The Province of British Columbia and the Lax Kw'alaams Band have reached multiple agreements to ensure benefits accrue for First Nations as a result of the construction and operation of a liquefied natural gas (LNG) export industry in the Prince Rupert area.

LNG benefits agreement worth $144.5 million for Lax Kw’alaams and Metlakatla

The province of B.C. signs a $144.5 million LNG benefits agreement for Lax Kw'alaams and Metlakatla.

As provincial representatives inked their signatures over the line they ratified multiple benefits agreement for Lax Kw’alaams and Metlakatla that totals $144.5 million and transfers 28.86 square kilometres of Crown land to the two nations.

“I think the benefits that would accrue from this project, should it go forward or when it will go forward, are huge for our community members and goes a long way to address the needs in our communities,” said Mayor John Helin of Lax Kw’alaams at the announcement today.

The multiple benefits agreements are tied to the potential operation of the Pacific NorthWest LNG project on Lelu Island, and the Prince Rupert Gas Transmission Natural Gas Pipeline Benefits Agreement. Should the project move forward, Lax Kw’alaams will receive a total of $98.5 million for community projects, communications infrastructure and a Trust Contribution.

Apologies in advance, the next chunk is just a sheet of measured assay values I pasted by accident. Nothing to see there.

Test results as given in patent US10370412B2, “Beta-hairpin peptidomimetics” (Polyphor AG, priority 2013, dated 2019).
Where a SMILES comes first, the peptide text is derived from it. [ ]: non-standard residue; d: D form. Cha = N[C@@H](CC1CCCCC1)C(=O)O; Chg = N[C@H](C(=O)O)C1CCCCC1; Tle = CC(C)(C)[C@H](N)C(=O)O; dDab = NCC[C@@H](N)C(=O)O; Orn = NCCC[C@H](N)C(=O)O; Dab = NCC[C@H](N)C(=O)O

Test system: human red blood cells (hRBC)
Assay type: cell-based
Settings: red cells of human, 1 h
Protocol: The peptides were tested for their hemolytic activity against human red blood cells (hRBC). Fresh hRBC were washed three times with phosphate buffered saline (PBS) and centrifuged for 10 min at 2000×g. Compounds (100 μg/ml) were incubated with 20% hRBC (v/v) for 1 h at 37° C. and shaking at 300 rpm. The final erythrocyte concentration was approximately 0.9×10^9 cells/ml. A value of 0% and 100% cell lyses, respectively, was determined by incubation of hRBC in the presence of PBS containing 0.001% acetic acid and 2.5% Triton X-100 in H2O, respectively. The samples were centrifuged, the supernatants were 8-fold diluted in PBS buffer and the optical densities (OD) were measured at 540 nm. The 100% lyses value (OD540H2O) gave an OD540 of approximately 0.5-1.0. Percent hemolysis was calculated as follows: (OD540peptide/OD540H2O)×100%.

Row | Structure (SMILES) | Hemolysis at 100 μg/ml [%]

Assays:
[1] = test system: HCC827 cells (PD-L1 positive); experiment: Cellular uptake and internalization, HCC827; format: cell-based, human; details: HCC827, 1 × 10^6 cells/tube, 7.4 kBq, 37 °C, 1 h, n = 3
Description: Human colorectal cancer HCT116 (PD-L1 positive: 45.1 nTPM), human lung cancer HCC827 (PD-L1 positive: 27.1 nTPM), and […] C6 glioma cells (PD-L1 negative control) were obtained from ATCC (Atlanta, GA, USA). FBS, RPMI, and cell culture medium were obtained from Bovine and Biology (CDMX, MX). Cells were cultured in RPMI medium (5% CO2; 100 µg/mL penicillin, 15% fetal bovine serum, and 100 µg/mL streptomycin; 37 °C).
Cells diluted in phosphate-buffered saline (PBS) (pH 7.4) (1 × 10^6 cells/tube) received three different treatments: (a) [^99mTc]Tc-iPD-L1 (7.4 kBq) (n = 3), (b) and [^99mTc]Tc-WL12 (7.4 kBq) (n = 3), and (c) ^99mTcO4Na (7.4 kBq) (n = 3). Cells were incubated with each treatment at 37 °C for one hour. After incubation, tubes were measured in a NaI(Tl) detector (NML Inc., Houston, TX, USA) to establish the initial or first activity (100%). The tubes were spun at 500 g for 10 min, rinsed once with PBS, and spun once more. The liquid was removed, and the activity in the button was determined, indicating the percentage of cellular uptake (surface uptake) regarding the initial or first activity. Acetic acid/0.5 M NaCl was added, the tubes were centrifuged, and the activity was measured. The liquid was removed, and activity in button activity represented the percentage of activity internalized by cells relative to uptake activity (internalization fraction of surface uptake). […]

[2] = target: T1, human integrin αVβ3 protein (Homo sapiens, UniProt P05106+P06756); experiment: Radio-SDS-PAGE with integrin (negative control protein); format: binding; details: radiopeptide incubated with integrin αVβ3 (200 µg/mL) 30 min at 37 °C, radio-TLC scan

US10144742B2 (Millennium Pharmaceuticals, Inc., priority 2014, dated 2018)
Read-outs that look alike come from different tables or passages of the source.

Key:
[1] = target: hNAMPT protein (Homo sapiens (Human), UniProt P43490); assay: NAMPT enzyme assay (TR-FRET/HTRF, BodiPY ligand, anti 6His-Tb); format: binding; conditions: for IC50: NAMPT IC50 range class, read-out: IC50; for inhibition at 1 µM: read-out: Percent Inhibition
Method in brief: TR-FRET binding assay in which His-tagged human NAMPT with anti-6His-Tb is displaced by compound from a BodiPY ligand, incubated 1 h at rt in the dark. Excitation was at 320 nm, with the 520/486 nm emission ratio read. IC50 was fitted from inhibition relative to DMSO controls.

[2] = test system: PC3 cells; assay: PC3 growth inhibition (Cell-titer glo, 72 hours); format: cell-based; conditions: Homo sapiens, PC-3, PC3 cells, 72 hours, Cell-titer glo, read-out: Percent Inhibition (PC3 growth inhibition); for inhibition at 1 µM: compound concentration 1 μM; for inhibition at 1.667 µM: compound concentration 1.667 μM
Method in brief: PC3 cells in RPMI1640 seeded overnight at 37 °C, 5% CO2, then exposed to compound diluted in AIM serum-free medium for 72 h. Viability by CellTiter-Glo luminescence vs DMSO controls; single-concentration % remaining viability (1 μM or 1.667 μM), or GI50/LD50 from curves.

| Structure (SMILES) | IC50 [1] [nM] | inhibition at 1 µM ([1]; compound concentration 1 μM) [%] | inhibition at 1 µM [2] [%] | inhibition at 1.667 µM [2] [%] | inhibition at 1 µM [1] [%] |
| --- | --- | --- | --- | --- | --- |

The agreement also hands over 19.4 of Crown land to the nation, including a 0.6 parcel of Wampler Way that will be jointly owned with Metlakatla. Lax Kw’alaams will also receive a 0.4 Quarry parcel. More land will be transferred over to the community in a five-year time frame once construction phase of the project begins.

The province also committed to $50 million in transportation infrastructure as soon as construction starts. This would be in addition to the $20 million already provided by the government for the Tuck Inlet road project, a 17.5km paving of the road from the ferry to the community.

A coastal fund is another part of the agreements that will deliver a one-time $295,000 benefit to Lax Kw’alaams with another annual benefit of $590,000. Once liquefied natural gas (LNG) is being shipped from its North Coast facility, the band will receive production benefits of $0.024 per tonne.